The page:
**4. Simulation Results**

In Fig. 7 (a), a linear balanced, three-phase capacitive load has been characterized. Due to the fact that the load is capacitive, the generated path is an ellipse oriented to the left. In Fig. 7 (b), a linear unbalanced, three-phase inductive load, has been characterized. Given that the load is inductive, the ellipse is oriented to the right. Notice that this method is able to show zero sequence components, meaning unbalance, or the 3^{th} harmonic (and its multiples) in other cases. For this reason, and for convenience, but not being necessary, a semitransparent *ab* plane has been used, since the zero sequence components cause the path to unsubscribe from the *ab* plane.

Fig. 8 (a) shows the paths corresponding to a three-phase load that causes the 5^{th} and 7^{th} harmonics in its current; with the 5^{th} harmonic predomination, unbalance (zero-sequence). Fig. 8 (b) shows a three-phase load with the 5^{th} and 7^{th} harmonics in its current, with the 7^{th} harmonic predomination; also lagging displacement factor.

Here the zero-sequence components cause path unsubscribing. Also, it can be seen that the predominant harmonic order establishes the number of bumps of the path, and the nature of the reactive power, establishes the orientation of the path.

Moreover, it is possible to characterize loads with a complex combination of power issues, which is done by looking at the whole 3-D view of the generated trajectory. Additionally, it can be seen on the 2-D views and be comparing the paths with the known ones for making additional inferences.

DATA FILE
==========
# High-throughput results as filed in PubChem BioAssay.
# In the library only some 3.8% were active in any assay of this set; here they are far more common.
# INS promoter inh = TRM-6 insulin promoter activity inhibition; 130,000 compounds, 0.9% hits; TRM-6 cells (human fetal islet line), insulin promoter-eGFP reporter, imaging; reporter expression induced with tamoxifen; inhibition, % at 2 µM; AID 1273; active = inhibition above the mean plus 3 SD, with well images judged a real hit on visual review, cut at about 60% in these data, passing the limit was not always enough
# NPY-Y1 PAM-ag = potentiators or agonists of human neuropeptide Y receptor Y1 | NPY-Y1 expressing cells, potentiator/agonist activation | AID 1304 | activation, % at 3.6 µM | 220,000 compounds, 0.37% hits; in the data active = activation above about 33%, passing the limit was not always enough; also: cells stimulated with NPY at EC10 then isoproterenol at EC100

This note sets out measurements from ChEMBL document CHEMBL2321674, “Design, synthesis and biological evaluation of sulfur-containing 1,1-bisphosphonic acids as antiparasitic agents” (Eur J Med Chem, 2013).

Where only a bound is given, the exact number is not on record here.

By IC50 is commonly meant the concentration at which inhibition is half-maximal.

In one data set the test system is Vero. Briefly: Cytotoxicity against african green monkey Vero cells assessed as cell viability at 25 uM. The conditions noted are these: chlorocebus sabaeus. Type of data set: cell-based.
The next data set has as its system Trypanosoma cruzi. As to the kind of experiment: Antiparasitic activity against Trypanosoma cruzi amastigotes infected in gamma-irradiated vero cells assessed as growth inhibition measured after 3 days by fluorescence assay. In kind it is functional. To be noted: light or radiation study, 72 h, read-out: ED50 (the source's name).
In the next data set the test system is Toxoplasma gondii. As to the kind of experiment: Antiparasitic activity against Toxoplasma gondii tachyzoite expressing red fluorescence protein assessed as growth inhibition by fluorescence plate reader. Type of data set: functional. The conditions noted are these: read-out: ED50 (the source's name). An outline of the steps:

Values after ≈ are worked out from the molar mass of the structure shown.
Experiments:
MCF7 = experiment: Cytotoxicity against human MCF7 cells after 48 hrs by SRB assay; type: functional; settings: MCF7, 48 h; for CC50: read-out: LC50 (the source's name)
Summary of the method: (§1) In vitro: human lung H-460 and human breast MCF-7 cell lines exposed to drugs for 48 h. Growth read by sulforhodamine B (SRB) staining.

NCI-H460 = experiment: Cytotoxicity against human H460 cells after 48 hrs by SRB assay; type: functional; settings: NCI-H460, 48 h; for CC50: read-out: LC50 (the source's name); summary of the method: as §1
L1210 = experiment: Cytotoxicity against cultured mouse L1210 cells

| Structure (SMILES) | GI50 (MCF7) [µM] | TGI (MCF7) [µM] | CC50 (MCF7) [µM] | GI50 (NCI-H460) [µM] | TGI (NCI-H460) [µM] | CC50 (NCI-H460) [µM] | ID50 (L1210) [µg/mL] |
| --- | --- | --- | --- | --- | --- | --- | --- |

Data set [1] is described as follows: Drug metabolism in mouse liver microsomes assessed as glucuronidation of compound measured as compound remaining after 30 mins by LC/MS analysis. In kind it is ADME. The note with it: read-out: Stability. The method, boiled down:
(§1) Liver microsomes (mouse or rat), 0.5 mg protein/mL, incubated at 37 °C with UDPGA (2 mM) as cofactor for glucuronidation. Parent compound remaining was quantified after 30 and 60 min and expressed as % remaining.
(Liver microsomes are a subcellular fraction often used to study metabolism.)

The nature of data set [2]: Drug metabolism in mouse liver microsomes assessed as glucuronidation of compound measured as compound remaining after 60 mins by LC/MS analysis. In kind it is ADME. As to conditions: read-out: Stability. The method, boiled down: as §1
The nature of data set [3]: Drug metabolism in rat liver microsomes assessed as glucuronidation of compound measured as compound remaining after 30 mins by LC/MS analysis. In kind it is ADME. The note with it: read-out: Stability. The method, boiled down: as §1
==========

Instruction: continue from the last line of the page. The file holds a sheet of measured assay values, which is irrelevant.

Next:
**4. Experimental Results**

Two real industrial loads with several power issues have been characterized. Measurements have been done with the AEMC Power Pad-3945, and processed with MATLAB®, using the proposed methodology.

Fig. 9 shows the characterization of a rolling mill; measurements have been taken from the terminal block. This is a three-phase load with several harmonics, the 7^{th} harmonic predomination. (The frequency spectrum of the *A* phase current is shown, which allows comparisons). Anew, the predominant harmonic order establishes the number of bumps; in the bottom right corner of Fig. 9, a zoom to the X-Y view was performed and seven bumps can be counted. The soft trace parts are due to the fact that the path is crossing the plane, which means a presence of a 3^{rd} harmonic or unbalance.

Fig. 10 shows the characterization of a three-phase adjustable speed drive, connected to a hoist. This load draws the 5^{th} harmonic predomination and evidence of zero-sequence due to the path unsubscribing. In the bottom right corner of Fig. 10, a zoom to the X-Y view was performed and it can be seen that the 11^{th} harmonic is just taken away from the symmetry to the whole trajectory, but five bumps, corresponding to the predominant harmonic order can be counted.

It is important to clarify that plotting the voltage and current signals, or the frequency spectrum is not needed. Only the path is needed to characterize the load.

**Conclusions**

The proposed methodology is capable of depicting many phenomena due to the operation of three-phase loads; odd harmonics are depicted more precisely with *n*bumps as with harmonic order. Also it is the only one that is able to depict zero sequence evidence, and can give information about harmonic content when a load imposes several harmonics, establishing the dominant harmonic order with no need of the Fourier Transform.